An article in the Wall Street Journal about mentoring programs caught my eye. The article, written by Sue Shellenbarger, appeared in the Q&A section “Work & Family Mailbox” where a reader asked how to find companies that invested in mentoring programs. Ms. Shellenberger offered some sources of companies but that was less interesting to me than other information she shared.
She stated that, according to a 2018 survey by the Society for Human Resource Management, just 22% of employers offer mentoring programs, up from 18% in 2014. However, she hedges by saying that the postings about mentoring program on job boards like Monster are often incorrect. In addition, she states that many mentoring programs are informal.
As readers of this blog know, users of our Sofia Platform say that it gives them the experience of having a great personal mentor, any time, any place, no matter how many people need to be mentored.
- When we talk about the Sofia Platform, we hear several similar comments along the lines of:
“That sounds great – we know that having a great personal mentor is the best way to onboard people, improve performance and drive a change through the organization” – so there is wide-spread agreement that having a great mentor is invaluable.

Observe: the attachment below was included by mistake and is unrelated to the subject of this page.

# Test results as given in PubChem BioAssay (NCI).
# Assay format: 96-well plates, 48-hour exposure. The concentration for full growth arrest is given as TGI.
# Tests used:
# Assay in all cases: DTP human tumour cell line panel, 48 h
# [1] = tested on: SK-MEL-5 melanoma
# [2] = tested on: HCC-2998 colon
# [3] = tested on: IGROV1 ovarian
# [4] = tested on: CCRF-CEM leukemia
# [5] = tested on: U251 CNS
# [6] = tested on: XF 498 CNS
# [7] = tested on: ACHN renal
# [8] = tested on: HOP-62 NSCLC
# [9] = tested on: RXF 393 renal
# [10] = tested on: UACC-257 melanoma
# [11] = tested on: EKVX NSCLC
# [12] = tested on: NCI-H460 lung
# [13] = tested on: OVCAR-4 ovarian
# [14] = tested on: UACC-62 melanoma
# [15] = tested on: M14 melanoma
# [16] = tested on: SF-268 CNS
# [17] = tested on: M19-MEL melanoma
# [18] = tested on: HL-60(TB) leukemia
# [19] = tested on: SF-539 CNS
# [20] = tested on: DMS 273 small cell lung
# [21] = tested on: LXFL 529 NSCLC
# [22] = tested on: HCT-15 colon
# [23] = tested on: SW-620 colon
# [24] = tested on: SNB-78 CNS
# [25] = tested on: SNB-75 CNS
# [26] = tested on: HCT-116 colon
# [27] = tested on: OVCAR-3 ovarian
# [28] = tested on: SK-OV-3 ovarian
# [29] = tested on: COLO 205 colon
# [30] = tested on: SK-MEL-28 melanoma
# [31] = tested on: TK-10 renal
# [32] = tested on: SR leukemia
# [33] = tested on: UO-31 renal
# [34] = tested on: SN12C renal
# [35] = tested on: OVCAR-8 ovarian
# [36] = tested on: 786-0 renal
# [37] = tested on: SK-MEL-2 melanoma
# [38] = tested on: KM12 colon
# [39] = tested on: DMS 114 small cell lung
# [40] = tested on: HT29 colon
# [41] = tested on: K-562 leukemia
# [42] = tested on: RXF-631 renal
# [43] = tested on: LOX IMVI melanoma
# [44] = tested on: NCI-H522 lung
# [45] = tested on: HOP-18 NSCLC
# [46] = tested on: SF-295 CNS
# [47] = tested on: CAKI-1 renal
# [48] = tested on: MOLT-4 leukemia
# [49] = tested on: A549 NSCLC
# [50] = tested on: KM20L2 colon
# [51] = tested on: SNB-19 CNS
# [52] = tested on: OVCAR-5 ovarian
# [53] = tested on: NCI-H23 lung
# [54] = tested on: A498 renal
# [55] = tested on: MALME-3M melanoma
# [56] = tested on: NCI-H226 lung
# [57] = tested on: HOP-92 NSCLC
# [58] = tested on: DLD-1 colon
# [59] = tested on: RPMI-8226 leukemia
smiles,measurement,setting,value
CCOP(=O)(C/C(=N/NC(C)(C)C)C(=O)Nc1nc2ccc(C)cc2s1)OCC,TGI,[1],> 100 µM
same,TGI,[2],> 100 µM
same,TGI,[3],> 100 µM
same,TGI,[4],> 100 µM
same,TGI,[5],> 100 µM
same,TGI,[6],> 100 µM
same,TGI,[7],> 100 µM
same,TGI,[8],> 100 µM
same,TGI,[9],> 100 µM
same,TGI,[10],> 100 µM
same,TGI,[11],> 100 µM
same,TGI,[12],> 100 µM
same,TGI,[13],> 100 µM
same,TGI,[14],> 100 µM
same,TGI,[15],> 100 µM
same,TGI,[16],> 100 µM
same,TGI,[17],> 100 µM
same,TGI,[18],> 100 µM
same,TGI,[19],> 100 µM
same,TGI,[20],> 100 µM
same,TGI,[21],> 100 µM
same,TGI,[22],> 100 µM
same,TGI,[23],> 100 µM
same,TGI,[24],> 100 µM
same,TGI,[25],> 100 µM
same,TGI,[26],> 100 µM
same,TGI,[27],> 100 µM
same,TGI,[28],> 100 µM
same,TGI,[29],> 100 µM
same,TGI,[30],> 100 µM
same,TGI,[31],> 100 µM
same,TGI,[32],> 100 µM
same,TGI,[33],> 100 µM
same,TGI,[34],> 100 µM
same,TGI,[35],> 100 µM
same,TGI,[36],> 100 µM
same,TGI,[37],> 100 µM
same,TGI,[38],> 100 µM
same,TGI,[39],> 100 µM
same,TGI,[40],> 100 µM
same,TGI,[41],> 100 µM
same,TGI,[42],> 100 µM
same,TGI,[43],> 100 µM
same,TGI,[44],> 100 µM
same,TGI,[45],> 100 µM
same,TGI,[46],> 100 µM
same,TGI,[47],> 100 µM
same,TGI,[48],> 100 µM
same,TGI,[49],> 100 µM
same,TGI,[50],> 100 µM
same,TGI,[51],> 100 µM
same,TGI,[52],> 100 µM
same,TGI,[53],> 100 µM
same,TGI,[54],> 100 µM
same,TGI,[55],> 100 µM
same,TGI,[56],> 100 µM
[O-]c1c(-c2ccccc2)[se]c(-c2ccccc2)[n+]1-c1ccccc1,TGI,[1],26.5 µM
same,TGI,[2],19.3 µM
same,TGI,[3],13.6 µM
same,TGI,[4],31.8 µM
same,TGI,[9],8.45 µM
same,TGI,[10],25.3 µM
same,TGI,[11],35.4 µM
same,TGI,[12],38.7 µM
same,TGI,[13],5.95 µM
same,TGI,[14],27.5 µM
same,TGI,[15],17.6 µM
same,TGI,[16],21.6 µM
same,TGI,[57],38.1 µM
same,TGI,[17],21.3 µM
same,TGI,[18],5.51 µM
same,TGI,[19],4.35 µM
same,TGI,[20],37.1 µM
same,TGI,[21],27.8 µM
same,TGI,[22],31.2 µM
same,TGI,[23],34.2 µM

- But…they also say – most “mentors” aren’t great and aren’t really mentors at all – followed by “What do you mean by “great mentor?”
We ask them the ways in which mentors aren’t so great and again we get a consistent response:
- They rarely take the time to do much mentoring because mentoring isn’t their “real” job.
- They don’t know what they know so the content they produce is unclear and has significant gaps.
- They aren’t good at communicating the content they know.
When we talk about Sofia giving users the experience of having a great mentor, it has these characteristics:
- Sofia is there for people as much as they want – any time, any place.
- Because of the structured discovery process, the expert content is optimized and well-articulated.
- Because of the neuroscience-based, self-directed learning, particularly if there is also at least a little human support for the learning (as little as one hour every 2 weeks), understanding and application of the expert content is fast and efficient.
The next question we get is – “how could technology provide this most human of experiences?”
- We studied how great human mentors function and realized that they follow a very consistent pattern, which we were able to reverse engineer.
- We then took that pattern and embedded it in online prompts.
The reality is that it is easier to show you how to use technology to give everyone a great personal mentor. The benefit is that everyone with a personal mentor learns to think and act like your highest performers do. Think of the value of this type of platform for sales, service, marketing, engineering – basically every function in your organization.
What would it mean to your organization if everyone in your organization has a great mentor at any time, in any place, no matter how many people you have and all at very low cost?